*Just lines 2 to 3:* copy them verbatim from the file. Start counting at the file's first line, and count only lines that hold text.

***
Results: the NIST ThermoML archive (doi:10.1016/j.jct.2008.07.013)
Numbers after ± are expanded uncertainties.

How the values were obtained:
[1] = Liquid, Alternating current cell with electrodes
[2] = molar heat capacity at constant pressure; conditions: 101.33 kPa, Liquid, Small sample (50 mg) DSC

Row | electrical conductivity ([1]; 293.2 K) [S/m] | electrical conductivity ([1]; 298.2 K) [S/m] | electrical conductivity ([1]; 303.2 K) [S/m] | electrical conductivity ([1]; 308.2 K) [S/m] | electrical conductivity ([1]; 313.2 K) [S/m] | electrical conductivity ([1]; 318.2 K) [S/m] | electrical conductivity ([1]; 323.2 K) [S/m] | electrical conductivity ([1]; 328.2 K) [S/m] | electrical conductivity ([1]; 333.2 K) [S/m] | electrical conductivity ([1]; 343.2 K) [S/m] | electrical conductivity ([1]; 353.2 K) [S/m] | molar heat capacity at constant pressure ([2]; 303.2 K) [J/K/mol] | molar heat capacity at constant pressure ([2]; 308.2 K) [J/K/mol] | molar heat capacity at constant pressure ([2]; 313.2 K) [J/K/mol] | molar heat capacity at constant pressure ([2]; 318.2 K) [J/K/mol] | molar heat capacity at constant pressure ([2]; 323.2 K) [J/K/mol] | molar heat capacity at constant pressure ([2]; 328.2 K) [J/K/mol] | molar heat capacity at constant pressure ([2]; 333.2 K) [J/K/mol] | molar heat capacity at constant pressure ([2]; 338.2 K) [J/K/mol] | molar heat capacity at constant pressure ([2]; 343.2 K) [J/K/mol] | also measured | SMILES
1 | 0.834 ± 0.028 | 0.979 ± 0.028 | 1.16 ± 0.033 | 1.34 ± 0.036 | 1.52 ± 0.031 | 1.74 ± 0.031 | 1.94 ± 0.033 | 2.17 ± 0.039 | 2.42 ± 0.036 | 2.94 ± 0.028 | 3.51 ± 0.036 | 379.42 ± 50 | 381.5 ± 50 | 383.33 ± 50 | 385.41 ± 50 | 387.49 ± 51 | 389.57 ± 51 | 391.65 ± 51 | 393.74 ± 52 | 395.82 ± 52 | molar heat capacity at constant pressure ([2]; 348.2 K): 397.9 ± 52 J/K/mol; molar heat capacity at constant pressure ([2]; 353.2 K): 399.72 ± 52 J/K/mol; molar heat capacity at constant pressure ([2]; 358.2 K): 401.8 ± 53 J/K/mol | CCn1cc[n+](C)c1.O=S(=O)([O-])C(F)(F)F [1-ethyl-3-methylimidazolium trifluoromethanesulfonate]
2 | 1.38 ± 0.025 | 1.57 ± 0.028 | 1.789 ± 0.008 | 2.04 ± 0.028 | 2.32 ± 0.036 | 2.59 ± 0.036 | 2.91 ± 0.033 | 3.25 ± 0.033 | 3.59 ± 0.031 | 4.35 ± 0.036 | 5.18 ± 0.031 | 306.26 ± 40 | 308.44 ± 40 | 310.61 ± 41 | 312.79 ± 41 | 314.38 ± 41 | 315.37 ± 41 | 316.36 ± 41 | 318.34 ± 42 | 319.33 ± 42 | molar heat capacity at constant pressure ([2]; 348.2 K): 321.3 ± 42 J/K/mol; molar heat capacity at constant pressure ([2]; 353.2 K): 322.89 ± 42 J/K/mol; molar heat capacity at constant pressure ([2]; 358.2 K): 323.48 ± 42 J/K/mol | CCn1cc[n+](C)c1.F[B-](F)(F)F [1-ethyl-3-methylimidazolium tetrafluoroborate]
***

Numbers after ± are expanded uncertainties.

How the values were obtained: